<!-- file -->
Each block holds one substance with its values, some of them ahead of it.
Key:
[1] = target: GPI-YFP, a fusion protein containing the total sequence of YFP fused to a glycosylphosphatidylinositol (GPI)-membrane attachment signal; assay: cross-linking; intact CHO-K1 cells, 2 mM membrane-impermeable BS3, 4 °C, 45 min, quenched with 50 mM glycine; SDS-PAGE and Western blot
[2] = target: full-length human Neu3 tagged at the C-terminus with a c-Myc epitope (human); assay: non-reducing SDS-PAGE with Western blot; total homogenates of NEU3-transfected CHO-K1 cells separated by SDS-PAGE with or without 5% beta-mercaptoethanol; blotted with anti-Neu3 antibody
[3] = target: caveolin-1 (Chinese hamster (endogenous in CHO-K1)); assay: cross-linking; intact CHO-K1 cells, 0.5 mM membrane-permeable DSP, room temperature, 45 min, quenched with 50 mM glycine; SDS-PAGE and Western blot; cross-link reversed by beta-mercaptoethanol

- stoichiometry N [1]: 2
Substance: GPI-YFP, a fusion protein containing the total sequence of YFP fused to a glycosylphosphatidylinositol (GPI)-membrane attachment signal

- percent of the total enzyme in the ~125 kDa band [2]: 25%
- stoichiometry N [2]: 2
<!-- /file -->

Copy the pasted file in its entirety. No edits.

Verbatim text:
Each block holds one substance with its values, some of them ahead of it.
Key:
[1] = target: GPI-YFP, a fusion protein containing the total sequence of YFP fused to a glycosylphosphatidylinositol (GPI)-membrane attachment signal; assay: cross-linking; intact CHO-K1 cells, 2 mM membrane-impermeable BS3, 4 °C, 45 min, quenched with 50 mM glycine; SDS-PAGE and Western blot
[2] = target: full-length human Neu3 tagged at the C-terminus with a c-Myc epitope (human); assay: non-reducing SDS-PAGE with Western blot; total homogenates of NEU3-transfected CHO-K1 cells separated by SDS-PAGE with or without 5% beta-mercaptoethanol; blotted with anti-Neu3 antibody
[3] = target: caveolin-1 (Chinese hamster (endogenous in CHO-K1)); assay: cross-linking; intact CHO-K1 cells, 0.5 mM membrane-permeable DSP, room temperature, 45 min, quenched with 50 mM glycine; SDS-PAGE and Western blot; cross-link reversed by beta-mercaptoethanol

- stoichiometry N [1]: 2
Substance: GPI-YFP, a fusion protein containing the total sequence of YFP fused to a glycosylphosphatidylinositol (GPI)-membrane attachment signal

- percent of the total enzyme in the ~125 kDa band [2]: 25%
- stoichiometry N [2]: 2